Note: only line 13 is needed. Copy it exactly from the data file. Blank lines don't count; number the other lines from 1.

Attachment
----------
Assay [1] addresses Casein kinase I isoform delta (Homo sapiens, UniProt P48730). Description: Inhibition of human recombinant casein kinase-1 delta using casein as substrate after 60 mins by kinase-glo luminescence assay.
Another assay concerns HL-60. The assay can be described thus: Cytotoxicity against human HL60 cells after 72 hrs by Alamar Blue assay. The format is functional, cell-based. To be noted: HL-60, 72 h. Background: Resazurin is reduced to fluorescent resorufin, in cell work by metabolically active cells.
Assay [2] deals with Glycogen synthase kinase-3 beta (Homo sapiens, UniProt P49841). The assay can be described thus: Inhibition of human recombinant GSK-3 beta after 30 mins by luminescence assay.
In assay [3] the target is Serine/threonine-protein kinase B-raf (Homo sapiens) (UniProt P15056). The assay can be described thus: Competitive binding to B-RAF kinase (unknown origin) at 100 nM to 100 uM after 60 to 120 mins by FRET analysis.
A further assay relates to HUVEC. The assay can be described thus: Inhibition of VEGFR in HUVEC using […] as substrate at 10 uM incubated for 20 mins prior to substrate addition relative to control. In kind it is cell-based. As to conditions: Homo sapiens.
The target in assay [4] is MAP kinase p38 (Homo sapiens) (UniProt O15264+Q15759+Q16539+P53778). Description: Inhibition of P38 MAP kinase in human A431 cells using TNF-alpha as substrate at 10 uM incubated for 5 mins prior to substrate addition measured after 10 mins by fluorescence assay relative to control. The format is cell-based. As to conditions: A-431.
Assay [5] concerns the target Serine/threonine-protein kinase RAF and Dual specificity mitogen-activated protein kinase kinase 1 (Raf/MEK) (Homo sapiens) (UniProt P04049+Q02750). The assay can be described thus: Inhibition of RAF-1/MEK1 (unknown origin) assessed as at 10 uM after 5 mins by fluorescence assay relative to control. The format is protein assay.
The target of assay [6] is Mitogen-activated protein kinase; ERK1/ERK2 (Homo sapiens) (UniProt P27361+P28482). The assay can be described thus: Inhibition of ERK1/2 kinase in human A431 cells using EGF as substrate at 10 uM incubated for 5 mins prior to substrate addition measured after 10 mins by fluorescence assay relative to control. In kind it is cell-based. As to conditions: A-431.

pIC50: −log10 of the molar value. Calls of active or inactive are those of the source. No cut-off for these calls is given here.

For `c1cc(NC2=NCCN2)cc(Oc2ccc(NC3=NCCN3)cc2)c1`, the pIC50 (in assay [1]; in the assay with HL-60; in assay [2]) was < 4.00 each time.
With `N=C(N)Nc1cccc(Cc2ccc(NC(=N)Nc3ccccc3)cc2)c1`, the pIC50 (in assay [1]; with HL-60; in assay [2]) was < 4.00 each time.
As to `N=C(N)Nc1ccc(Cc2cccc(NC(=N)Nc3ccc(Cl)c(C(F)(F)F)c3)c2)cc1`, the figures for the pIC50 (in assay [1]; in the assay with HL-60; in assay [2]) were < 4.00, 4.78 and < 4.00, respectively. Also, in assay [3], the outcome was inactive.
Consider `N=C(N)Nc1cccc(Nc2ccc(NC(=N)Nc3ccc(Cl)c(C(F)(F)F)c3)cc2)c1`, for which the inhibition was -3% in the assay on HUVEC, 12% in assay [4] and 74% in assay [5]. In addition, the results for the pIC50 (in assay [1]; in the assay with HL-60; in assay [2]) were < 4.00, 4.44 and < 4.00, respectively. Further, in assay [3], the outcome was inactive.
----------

Consider `N=C(N)Nc1cccc(Nc2ccc(NC(=N)Nc3ccc(Cl)c(C(F)(F)F)c3)cc2)c1`, for which the inhibition was -3% in the assay on HUVEC, 12% in assay [4] and 74% in assay [5]. In addition, the results for the pIC50 (in assay [1]; in the assay with HL-60; in assay [2]) were < 4.00, 4.44 and < 4.00, respectively. Further, in assay [3], the outcome was inactive.